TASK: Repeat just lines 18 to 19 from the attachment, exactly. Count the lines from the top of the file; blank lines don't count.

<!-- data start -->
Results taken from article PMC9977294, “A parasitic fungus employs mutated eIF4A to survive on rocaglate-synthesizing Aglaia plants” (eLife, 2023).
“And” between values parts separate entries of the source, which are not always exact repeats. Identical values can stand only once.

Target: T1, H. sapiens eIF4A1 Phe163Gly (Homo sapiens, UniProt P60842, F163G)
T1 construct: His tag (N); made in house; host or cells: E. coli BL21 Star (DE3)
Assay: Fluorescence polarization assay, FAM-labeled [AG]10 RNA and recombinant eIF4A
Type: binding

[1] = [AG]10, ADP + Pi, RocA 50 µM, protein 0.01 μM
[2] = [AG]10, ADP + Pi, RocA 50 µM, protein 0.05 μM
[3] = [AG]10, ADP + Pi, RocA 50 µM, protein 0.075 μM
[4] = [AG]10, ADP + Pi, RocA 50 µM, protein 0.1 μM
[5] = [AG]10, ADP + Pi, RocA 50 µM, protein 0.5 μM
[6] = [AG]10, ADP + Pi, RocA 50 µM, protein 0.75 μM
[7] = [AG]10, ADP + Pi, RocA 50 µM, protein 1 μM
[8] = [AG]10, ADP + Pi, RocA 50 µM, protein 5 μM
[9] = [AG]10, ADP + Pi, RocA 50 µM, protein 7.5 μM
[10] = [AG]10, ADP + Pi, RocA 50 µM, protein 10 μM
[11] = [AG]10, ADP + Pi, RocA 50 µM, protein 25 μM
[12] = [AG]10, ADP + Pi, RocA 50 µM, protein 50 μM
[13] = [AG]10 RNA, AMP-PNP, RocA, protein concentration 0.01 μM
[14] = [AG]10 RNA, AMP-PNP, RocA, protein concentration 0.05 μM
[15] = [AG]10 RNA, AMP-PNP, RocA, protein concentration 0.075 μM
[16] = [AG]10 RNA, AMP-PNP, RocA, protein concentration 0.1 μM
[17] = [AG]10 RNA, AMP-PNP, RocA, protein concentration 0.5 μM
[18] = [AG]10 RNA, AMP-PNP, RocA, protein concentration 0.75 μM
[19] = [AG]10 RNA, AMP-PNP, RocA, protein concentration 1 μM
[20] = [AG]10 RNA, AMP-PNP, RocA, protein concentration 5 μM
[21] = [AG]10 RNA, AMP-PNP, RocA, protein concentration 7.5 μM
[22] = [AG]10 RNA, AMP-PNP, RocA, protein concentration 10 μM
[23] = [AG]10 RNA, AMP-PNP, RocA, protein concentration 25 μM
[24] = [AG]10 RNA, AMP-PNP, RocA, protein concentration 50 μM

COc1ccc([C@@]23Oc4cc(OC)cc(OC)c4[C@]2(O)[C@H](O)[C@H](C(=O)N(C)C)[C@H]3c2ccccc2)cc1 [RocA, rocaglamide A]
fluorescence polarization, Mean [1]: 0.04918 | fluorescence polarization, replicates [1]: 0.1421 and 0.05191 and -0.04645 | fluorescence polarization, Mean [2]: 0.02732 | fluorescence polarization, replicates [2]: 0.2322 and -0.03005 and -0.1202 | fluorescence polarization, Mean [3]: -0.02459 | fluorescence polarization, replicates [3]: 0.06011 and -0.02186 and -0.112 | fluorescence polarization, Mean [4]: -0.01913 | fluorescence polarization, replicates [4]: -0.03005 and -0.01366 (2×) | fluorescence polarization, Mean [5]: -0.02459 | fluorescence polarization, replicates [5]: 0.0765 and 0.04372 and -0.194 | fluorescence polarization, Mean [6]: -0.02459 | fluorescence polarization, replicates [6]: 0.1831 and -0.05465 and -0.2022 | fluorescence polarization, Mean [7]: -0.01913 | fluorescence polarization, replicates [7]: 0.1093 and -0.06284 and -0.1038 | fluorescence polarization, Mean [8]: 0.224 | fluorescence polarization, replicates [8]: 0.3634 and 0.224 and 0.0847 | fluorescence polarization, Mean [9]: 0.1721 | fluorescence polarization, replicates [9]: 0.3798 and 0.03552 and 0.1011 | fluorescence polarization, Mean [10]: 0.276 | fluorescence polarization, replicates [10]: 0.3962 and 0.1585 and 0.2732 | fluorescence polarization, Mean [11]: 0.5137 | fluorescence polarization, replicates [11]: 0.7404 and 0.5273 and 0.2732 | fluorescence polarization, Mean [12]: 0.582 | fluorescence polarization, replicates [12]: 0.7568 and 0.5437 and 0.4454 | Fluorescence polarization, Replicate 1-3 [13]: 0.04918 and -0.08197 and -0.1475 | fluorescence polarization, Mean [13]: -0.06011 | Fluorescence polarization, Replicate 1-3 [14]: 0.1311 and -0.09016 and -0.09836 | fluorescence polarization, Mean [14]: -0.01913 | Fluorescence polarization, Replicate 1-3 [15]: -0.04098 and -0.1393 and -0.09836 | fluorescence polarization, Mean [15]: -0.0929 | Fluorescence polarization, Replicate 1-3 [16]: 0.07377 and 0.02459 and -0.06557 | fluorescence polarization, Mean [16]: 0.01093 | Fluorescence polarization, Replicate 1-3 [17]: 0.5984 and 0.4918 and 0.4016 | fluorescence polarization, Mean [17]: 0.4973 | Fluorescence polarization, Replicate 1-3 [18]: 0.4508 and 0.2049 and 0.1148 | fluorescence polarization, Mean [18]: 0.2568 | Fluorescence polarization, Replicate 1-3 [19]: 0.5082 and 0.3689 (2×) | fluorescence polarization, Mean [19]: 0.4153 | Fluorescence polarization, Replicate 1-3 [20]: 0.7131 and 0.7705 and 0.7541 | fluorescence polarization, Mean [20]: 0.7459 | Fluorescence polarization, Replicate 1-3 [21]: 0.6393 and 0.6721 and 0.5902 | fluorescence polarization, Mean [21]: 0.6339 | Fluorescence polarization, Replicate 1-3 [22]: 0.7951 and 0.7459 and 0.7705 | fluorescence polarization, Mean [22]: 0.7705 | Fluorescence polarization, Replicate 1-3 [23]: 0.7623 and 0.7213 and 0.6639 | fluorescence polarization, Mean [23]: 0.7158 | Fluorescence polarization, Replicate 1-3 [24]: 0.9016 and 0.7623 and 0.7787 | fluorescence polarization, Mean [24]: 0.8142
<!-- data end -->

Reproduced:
[12] = [AG]10, ADP + Pi, RocA 50 µM, protein 50 μM
[13] = [AG]10 RNA, AMP-PNP, RocA, protein concentration 0.01 μM